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A Lesson Before Dying

Ernest J. Gaines

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A Lesson Before Dying | Chapter 25 | Summary



Full of optimism and wanting to tell Vivian about his recent visit with Jefferson, Grant Wiggins goes to the Rainbow Club. He can't wait to let her know his sexual troubles will end since Jefferson has shown some improvement. The only thing he doesn't want to consider is "the envy [he] had seen in the minister's face," evidence of Reverend Mose Ambrose's belief they are struggling with one another for control of Jefferson's life.

He overhears the racist conversation of some mulatto bricklayers. Like many mulattos, these men, whom Grant has seen before, have taken up their trades "to keep from working in the field side by side with the niggers." But since they aren't accepted at white bars, they come to the colored bar "and bring their prejudiced attitude with them." He tries to stay calm when he realizes they are talking specifically about Jefferson, saying they'd like to execute him personally.

He decides to leave, but as he is walking out, one of the bricklayers snickers and Grant tells him to "shut up or get up." A fistfight ensues, and Joe Claiborne steps in to try to end it. Claiborne struggles with the fat bricklayer, while Grant and the tall one fight viciously. Grant knows the man's refusal to concede the fight is because of "his hatred of the black/white blood in him, and his plain frustration with life." Thelma Claiborne steps in with a broom. A well-placed blow knocks Grant down. He is sure he is going to die, but gets up, grabs a chair, and throws it at the mulatto. Claiborne is yelling for Vivian Baptiste and for his gun. Suddenly, Grant is knocked out cold. He comes to in Vivian's arms. She keeps telling him to stand up. "I can stand up ... Damn it, I can stand up," he says. "He can stand up ... See? He's standing up now," Vivian says.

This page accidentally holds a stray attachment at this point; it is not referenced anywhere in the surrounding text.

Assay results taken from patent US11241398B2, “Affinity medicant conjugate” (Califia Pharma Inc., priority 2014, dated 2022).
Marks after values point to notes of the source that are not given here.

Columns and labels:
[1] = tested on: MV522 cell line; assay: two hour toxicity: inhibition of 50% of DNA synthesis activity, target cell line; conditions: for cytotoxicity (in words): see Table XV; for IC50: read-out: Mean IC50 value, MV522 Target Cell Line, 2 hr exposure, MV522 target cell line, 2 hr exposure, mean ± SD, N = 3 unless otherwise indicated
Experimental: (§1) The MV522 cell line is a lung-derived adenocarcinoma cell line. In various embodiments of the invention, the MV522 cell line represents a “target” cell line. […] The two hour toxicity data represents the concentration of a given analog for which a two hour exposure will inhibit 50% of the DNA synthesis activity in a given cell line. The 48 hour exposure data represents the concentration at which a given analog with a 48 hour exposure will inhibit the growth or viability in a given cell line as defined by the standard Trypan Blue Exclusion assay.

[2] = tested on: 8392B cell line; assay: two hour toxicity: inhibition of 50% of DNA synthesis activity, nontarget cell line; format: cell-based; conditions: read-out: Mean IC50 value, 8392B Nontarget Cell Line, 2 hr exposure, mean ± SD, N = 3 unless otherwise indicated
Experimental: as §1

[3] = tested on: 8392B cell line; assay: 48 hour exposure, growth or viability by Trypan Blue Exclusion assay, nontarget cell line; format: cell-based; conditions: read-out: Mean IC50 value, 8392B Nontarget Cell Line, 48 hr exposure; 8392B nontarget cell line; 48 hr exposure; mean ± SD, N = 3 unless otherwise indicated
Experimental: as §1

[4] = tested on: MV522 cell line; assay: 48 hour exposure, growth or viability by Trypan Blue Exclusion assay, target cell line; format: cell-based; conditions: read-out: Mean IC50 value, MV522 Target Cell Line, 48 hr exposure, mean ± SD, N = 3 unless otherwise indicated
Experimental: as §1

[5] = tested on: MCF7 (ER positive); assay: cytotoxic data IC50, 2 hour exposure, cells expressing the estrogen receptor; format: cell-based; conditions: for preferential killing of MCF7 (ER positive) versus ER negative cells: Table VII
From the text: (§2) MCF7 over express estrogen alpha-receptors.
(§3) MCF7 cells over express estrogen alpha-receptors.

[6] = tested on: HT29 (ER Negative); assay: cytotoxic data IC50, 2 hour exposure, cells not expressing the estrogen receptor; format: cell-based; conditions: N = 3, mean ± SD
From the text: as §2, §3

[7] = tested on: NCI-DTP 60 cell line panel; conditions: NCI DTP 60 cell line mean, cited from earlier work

For the first time, Grant Wiggins goes to the Rainbow Club and engages in happy reflection rather than brooding. Instead of petitioning Vivian Baptiste to help him flee his life, he now wants to celebrate his successes with her. Things feel, for the first time, like they are changing. Jefferson is perhaps the first student Grant ever felt he really reached. Grant does not reflect on this, but his success with Jefferson may have something to do with his approach. He displays tolerance and his own vulnerability to Jefferson, while he is hostile and demanding in the classroom.

But although Grant doesn't want to acknowledge it, there is a shadow over his joy, and it is the tension with Reverend Mose Ambrose. Miss Emma and Sheriff Guidry have both expressed the importance of Grant and the minister working together, but Reverend Ambrose's sense of Grant as a rival and of the radio as the embodiment of sin preclude the possibility.

The shadow deepens when the hate speech of the mulatto bricklayers becomes impossible to ignore. There is indeed no place unmarked by the stain of racism Grant can go—not the cane fields, not the "colored" bar where he is a regular. He intends to walk away rather than react, but his fighting instinct is triggered when one of the men snickers at him. Grant is sick of being mocked, scorned, and considered a pathetic object of amusement by the white people in his life, and he is not going to take the same treatment from a mulatto in a bar. He sees the fight as his way of "standing up" and challenging hateful, racist norms, and his and Vivian's insistence he is "standing" contains this double meaning. His choice of a chair as his weapon alludes to the electric chair, which weighs so heavily on his mind.

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